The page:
water down

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water down

1. To dilute, usually by literally adding water. A noun or pronoun can be used between "water" and "down." That place waters down their drinks. After you added the stock, the soup tasted like it had been watered down. I think you need to let it reduce some more.
2. To weaken or make less effective. A noun or pronoun can be used between "water" and "down." The problem with working with a large group is that you end up having to compromise and water down the final product just to make every one happy. I wish they wouldn't water down these films—audiences are sophisticated enough to understand a complex story without the main character having to spell it out.
3. To cover a surface with water. A noun or pronoun can be used between "water" and "down." Every night after the amusement park closes, workers water down the sidewalk to clean it for the next day.
4. To decrease the value of a stock (or a certain portion of that stock) by making more shares available. A noun or pronoun can be used between "water" and "down." You have to be careful that you don't purchase stock that can be watered down without your knowledge.
See also: down, water

water something down

 
1. to dilute something. Who watered the orange juice down? Jim watered down the orange juice.
2. to water something thoroughly. Will you water the lawn down tonight? Water down the lawn this evening so it will grow tomorrow.
3. Fig. to reduce the effectiveness or force of something. (Fig. on {2}.) Please don't water my declaration down. The new laws watered down the power of the president.
See also: down, water

water down

Dilute or weaken, as in He watered down that unfavorable report with feeble excuses. [Mid-1800s]
See also: down, water

water down

v.
1. To dilute or weaken something by adding water: The dishonest bartender watered down the liquor. The cook watered the sauce down.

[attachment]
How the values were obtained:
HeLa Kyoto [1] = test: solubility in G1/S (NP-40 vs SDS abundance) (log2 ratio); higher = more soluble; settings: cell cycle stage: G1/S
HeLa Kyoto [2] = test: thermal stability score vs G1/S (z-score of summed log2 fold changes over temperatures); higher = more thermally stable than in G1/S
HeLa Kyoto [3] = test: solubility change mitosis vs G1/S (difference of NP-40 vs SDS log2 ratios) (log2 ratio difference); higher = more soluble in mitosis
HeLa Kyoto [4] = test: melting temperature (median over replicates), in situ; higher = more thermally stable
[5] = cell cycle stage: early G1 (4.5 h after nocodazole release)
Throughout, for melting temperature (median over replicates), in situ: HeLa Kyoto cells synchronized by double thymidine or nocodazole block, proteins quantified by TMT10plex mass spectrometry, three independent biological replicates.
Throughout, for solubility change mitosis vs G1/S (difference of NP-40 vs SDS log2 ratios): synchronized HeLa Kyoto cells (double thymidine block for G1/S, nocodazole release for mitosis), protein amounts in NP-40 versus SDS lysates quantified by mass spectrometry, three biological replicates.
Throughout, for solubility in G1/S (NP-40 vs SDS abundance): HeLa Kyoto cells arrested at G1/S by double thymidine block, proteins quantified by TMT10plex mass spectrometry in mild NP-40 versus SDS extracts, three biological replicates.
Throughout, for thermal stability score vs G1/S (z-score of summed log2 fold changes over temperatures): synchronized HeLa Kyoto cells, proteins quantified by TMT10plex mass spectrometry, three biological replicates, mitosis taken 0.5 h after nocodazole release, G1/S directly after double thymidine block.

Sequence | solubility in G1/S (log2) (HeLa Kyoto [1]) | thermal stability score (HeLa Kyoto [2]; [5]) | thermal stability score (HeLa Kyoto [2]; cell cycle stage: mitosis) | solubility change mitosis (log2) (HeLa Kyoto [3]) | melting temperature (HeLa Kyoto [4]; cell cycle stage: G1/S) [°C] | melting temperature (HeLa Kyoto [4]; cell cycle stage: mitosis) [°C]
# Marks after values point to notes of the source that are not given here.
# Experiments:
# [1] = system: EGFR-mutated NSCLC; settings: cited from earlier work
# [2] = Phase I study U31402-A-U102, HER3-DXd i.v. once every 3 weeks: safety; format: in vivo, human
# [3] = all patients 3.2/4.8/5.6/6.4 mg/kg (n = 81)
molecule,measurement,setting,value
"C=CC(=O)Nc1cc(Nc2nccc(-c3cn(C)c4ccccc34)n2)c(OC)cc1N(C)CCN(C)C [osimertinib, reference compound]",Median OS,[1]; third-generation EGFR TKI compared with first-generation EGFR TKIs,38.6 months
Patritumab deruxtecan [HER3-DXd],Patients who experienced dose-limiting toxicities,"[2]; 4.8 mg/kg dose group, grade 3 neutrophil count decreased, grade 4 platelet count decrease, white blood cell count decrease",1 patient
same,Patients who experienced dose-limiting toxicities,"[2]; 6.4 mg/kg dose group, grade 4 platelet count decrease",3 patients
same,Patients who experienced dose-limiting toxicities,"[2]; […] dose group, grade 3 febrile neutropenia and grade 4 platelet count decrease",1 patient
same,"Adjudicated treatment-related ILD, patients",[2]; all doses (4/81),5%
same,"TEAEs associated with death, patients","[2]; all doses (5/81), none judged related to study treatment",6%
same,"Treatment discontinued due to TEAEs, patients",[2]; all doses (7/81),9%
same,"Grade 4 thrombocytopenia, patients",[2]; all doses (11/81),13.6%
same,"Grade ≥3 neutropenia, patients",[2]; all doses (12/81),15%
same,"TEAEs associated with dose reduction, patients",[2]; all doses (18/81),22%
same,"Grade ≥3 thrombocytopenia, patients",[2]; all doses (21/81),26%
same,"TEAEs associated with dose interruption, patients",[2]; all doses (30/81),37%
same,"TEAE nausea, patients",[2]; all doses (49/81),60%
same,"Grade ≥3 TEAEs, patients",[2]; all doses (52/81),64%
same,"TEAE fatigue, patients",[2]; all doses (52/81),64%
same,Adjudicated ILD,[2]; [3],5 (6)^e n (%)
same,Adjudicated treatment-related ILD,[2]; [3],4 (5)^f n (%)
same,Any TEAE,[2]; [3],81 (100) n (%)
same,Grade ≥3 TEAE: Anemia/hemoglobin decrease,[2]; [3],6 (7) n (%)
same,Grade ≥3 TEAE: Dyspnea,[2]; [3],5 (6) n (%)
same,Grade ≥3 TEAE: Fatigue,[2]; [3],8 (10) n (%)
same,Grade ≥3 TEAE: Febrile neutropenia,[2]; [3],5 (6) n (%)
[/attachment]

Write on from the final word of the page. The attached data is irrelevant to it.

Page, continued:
2. To decrease the value of a share of stock, or the value of some group of shares, by increasing the number of shares available for sale: Investors are concerned that stock option grants will water down their holdings. I hope that decision doesn't water the stock values down.
3. To reduce the strength or effectiveness of something: In the end, the legislation was watered down by multiple amendments. The speaker watered his message down with lots of boring stories.
4. To wet the surface of something entirely: The fire department watered down the houses near the brush fire. The road crew watered the dusty road down.
See also: down, water
References in periodicals archive ?
Anheuser-Busch has denied the lawsuit's claims and states it has not engaged in any deceptive practices involving watering down their product.
White House spokesman Robert Gibbs also said that the Obama administration had no intention of watering down the legislation in order to court wavering Republicans.
In our view, however, this is likely to result in a watering down of the Stability and Growth Pact as governments will always find excuses for an excessive deficit.
Romano Prodi regrets that the current compromise involves a watering down of its proposal, and urges France to use qualified majority voting to bypass the reservations expressed by certain Member States - Denmark, United Kingdom, Netherlands, Greece - opposed to any strengthening of existing measures.
The Tories' U-turns already include dropping their promise to cut taxes and watering down a guarantee to give people a set waiting time for NHS treatment.
Watering down the selection of French paintings are works by Kirchner, Kandinsky, Larionov, Mondrian, and others, all admittedly stunned by Fauvism though not part of it.
And he does so without ever watering down his burning gay rage that, for instance, the death of an ex-princess in a car accident can trigger worldwide mounting while our own losses by comparison pile up barely noticed.
The second method of watering down no-fault is to place no restrictions at all on the right to sue and merely to require insurers to sell, and in some cases drivers to buy, no-fault insurance.